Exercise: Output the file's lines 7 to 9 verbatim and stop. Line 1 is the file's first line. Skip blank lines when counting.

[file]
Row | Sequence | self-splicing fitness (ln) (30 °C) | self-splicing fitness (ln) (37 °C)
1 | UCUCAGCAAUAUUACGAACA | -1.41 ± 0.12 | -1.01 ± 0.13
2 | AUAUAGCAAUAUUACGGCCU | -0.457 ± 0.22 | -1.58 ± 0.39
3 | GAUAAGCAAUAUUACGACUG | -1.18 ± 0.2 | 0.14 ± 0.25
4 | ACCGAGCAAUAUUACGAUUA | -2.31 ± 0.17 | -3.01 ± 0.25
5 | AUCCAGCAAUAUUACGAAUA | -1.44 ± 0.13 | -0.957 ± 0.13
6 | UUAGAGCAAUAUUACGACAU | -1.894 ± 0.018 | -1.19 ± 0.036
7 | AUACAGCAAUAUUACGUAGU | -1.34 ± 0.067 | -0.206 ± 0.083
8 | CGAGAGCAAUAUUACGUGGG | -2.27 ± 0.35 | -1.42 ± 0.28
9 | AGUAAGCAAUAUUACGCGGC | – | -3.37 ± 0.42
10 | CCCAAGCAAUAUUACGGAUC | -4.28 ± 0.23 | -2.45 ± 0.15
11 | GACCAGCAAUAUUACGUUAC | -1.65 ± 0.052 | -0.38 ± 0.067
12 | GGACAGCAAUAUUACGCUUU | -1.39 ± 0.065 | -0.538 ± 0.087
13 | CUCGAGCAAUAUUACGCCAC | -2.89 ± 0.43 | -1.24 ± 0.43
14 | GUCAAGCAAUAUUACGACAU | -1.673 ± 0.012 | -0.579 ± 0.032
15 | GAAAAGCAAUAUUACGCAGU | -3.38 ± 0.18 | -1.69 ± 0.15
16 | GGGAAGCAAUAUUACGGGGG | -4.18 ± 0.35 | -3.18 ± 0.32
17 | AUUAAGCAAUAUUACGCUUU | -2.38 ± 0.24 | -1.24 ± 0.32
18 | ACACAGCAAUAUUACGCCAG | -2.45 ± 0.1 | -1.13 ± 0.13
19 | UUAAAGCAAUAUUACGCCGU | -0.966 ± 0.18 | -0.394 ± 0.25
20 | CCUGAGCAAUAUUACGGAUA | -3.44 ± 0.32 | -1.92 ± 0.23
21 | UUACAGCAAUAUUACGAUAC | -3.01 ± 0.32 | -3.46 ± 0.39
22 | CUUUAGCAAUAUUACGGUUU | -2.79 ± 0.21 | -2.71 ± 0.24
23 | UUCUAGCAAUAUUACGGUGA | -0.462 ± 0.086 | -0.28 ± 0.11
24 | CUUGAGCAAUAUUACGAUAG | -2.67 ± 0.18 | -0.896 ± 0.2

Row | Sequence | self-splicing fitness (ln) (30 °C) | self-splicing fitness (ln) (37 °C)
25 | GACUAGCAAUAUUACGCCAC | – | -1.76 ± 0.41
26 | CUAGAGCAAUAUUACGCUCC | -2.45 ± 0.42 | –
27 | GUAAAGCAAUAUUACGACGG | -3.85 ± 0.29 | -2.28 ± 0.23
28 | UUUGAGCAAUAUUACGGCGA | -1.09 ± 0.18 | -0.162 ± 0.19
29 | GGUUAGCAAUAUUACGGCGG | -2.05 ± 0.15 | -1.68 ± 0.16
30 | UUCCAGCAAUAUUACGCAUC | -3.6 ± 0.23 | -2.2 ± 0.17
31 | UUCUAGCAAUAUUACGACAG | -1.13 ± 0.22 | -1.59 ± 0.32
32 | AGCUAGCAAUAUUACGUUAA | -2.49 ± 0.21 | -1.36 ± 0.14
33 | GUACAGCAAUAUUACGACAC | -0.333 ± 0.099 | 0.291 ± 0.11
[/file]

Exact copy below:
6 | UUAGAGCAAUAUUACGACAU | -1.894 ± 0.018 | -1.19 ± 0.036
7 | AUACAGCAAUAUUACGUAGU | -1.34 ± 0.067 | -0.206 ± 0.083
8 | CGAGAGCAAUAUUACGUGGG | -2.27 ± 0.35 | -1.42 ± 0.28